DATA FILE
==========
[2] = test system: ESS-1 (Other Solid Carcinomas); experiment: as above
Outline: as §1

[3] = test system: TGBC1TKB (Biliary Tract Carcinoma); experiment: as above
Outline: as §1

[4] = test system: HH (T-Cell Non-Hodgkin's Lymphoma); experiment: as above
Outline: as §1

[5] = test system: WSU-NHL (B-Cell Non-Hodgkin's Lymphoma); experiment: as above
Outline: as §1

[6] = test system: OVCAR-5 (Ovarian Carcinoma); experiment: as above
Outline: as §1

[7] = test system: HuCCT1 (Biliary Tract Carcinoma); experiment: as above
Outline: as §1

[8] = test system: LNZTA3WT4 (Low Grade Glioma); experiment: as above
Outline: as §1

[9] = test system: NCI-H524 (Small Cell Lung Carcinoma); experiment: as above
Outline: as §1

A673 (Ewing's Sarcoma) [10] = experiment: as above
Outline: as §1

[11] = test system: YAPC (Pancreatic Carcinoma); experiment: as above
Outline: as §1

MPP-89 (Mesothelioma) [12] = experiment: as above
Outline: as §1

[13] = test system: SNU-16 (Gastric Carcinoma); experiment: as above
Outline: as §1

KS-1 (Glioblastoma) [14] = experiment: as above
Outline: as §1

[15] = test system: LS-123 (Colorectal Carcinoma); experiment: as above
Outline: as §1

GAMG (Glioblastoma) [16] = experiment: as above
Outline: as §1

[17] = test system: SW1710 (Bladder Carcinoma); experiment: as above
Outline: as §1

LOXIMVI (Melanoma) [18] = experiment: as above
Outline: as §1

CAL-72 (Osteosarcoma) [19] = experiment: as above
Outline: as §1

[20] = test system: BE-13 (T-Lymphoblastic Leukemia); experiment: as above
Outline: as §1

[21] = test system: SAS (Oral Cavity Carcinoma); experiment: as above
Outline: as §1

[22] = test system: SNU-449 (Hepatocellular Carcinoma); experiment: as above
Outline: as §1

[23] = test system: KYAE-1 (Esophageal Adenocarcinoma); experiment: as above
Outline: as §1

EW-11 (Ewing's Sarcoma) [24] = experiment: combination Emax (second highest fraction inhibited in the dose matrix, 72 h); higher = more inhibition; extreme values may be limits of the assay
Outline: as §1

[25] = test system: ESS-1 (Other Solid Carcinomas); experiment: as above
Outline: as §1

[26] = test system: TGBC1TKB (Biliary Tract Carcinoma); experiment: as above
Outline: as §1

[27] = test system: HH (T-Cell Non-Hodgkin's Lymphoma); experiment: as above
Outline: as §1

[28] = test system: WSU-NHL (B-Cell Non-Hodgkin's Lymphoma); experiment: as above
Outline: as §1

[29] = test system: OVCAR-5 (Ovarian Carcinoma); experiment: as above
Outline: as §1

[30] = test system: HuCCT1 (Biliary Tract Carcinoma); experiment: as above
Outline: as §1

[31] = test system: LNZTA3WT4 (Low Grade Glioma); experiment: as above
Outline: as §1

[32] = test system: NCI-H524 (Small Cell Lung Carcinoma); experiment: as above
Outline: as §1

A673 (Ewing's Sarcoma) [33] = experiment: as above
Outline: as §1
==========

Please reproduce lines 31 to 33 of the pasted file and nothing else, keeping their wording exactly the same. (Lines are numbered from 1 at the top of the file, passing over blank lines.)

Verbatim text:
[17] = test system: SW1710 (Bladder Carcinoma); experiment: as above
Outline: as §1

LOXIMVI (Melanoma) [18] = experiment: as above